Sometimes it is a single event which propels a child from innocence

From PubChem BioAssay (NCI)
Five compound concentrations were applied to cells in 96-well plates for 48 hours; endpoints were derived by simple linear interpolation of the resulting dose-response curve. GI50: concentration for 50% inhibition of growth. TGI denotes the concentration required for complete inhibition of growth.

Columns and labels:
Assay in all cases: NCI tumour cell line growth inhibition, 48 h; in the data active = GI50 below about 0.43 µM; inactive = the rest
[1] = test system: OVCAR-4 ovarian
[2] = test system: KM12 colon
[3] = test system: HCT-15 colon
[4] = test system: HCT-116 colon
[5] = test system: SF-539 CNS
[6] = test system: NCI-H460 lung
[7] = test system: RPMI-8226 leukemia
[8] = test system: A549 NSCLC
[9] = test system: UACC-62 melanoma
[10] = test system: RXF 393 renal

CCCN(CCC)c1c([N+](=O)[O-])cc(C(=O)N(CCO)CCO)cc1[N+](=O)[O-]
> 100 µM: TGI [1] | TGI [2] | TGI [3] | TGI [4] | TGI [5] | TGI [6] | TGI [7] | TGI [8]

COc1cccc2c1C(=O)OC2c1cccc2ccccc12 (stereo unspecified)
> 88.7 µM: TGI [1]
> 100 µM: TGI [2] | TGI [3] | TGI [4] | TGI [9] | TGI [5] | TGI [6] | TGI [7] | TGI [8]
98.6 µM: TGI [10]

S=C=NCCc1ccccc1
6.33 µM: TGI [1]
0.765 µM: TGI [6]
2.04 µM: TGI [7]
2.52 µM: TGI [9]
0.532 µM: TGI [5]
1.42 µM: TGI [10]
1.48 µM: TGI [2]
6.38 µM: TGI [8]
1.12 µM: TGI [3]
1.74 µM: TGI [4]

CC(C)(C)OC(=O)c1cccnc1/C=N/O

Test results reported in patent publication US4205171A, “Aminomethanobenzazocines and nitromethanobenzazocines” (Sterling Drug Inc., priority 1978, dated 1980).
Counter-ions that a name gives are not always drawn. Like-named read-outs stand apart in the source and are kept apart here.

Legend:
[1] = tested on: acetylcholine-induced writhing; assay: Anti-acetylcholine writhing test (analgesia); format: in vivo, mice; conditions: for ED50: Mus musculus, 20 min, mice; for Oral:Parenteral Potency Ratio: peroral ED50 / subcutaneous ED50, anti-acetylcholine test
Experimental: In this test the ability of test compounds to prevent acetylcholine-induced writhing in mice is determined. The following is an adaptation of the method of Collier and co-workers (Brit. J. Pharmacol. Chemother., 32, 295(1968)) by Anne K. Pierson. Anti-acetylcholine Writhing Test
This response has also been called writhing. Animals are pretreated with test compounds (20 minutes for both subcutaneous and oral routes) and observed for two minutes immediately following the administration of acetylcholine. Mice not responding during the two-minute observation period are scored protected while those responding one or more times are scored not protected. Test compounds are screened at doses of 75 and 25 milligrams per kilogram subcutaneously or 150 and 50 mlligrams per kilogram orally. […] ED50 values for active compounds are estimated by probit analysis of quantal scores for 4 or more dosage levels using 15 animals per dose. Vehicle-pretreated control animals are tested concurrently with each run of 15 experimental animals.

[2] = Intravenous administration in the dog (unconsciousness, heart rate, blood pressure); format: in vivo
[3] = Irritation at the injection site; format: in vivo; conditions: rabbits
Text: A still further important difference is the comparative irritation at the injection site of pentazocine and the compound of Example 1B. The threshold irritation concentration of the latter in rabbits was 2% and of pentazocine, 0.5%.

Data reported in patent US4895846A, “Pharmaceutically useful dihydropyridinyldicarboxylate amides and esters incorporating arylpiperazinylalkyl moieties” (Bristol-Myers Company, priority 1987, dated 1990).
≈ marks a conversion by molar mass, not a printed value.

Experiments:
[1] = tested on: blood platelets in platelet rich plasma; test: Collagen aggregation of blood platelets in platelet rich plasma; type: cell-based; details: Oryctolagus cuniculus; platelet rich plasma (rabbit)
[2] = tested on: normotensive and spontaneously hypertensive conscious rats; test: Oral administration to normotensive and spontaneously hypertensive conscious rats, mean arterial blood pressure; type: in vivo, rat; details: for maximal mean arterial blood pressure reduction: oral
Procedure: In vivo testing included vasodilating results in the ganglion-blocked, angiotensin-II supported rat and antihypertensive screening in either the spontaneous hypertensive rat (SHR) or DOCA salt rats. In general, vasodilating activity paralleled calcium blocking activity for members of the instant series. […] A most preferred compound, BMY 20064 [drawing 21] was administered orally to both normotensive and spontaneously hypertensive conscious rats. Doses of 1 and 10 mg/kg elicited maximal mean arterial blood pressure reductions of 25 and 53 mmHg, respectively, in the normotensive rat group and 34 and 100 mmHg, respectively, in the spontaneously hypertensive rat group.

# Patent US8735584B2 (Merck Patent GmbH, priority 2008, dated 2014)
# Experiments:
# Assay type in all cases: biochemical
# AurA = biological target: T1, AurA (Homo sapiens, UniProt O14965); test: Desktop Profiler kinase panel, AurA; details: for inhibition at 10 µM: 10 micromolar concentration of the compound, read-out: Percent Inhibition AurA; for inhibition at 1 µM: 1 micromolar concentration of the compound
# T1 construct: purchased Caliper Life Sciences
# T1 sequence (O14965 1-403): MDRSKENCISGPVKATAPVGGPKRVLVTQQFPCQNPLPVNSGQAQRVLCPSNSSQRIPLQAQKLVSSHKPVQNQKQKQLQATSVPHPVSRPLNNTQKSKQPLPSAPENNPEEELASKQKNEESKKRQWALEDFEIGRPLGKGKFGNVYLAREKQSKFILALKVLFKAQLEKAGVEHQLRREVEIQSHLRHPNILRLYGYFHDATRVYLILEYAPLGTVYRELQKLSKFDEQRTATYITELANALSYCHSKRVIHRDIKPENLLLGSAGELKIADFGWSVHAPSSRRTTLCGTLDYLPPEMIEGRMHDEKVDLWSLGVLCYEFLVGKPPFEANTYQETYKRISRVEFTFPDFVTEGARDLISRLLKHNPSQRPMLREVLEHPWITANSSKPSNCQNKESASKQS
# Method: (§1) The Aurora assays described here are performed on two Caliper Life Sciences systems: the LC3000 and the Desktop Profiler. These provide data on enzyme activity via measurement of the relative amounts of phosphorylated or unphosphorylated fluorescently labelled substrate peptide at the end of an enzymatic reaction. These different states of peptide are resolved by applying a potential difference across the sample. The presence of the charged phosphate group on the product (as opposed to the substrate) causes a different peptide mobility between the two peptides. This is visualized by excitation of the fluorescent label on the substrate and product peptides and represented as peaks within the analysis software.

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Sometimes it is a single event which propels a child from innocence into adulthood. Discuss. ‘Sometimes It Is A Single Event Which Propels A Child From Innocence Into Adulthood. Discuss, With Reference To The Texts You Have Read Throughout The Course.’ (Jane Eyre + Red Room) Everyone has to grow up at some stage in their life, and in the three texts I have studied; the young children have been almost thrown into adulthood. This is because they have experienced an emotionally painful event, which forces them to come face to face with the harsh and cruel realities of adult life. In each of the pieces of writing, the children are all the young age of ten when they go through the horrific incident that forces them to mature. In 'Jane Eyre', Jane is locked in the Red Room when she is only ten years old. `for I was but ten;` In 'The Lesson' the boy hears of his father’s death when he was `a month past ten` In 'The Flowers', Myop is only ten when she discovers the body of the deceased black man `She was ten, ` Each of the writers makes the children in their texts such a vulnerable age to increase the impact of the tragedy they have to go through. It makes the reader feel sympathetic for the child and conveys how painful the experience must be. In each of the texts, the children featured all come from varied backgrounds, and have all been treated in different ways before being forced from childhood. Some have had happier childhoods than others. In 'Jane Eyre', Jane is an orphan whose parents were killed by TB? She is left in the care of her uncle, but he too passes away. Jane is then left to be looked after by her aunt, Mrs. Reed. Mrs. Reed made a promise to her husband on his deathbed to treat Jane as she was her own, but she does not fulfil this promise. She treats Jane with inferiority, claiming she is `less then a servant` and excluding her from family activities. Due to the attitude of Mrs. Reed, her children take the same approach, and are unkind and disrespectful towards Jane. Her eldest cousin John Reed continually bullies Jane, making her life a misery. Brontë’s use of language as she says `every nerve I had feared him`. The use of the phrase ‘every nerve’ conveys the intensity of the terror that Jane feels due to Johns bullying. It is because of John’s taunting and abuse that Jane is unfairly locked in the Red Room. She reacts to John throwing a library book at her head for no reason.

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